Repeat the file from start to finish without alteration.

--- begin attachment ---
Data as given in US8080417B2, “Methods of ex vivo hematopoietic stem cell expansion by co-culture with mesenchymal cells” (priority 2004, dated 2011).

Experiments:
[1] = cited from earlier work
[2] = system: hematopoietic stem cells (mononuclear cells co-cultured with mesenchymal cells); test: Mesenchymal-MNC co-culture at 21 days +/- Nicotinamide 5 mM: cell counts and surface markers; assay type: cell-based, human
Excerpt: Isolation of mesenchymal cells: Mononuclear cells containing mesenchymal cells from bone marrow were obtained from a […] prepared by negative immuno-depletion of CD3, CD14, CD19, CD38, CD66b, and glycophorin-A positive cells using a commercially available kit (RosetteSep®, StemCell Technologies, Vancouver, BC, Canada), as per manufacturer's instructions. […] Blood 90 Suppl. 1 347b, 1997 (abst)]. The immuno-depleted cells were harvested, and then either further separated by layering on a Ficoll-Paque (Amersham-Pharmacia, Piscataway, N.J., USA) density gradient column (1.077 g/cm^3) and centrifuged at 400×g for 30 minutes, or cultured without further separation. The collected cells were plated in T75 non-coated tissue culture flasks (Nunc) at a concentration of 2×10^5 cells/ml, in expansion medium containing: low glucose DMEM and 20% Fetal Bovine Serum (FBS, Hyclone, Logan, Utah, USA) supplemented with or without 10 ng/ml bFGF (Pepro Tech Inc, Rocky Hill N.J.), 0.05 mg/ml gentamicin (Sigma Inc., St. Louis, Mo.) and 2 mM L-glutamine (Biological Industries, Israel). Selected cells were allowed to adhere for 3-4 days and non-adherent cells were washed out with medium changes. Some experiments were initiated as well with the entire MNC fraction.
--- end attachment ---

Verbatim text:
Data as given in US8080417B2, “Methods of ex vivo hematopoietic stem cell expansion by co-culture with mesenchymal cells” (priority 2004, dated 2011).

Experiments:
[1] = cited from earlier work
[2] = system: hematopoietic stem cells (mononuclear cells co-cultured with mesenchymal cells); test: Mesenchymal-MNC co-culture at 21 days +/- Nicotinamide 5 mM: cell counts and surface markers; assay type: cell-based, human
Excerpt: Isolation of mesenchymal cells: Mononuclear cells containing mesenchymal cells from bone marrow were obtained from a […] prepared by negative immuno-depletion of CD3, CD14, CD19, CD38, CD66b, and glycophorin-A positive cells using a commercially available kit (RosetteSep®, StemCell Technologies, Vancouver, BC, Canada), as per manufacturer's instructions. […] Blood 90 Suppl. 1 347b, 1997 (abst)]. The immuno-depleted cells were harvested, and then either further separated by layering on a Ficoll-Paque (Amersham-Pharmacia, Piscataway, N.J., USA) density gradient column (1.077 g/cm^3) and centrifuged at 400×g for 30 minutes, or cultured without further separation. The collected cells were plated in T75 non-coated tissue culture flasks (Nunc) at a concentration of 2×10^5 cells/ml, in expansion medium containing: low glucose DMEM and 20% Fetal Bovine Serum (FBS, Hyclone, Logan, Utah, USA) supplemented with or without 10 ng/ml bFGF (Pepro Tech Inc, Rocky Hill N.J.), 0.05 mg/ml gentamicin (Sigma Inc., St. Louis, Mo.) and 2 mM L-glutamine (Biological Industries, Israel). Selected cells were allowed to adhere for 3-4 days and non-adherent cells were washed out with medium changes. Some experiments were initiated as well with the entire MNC fraction.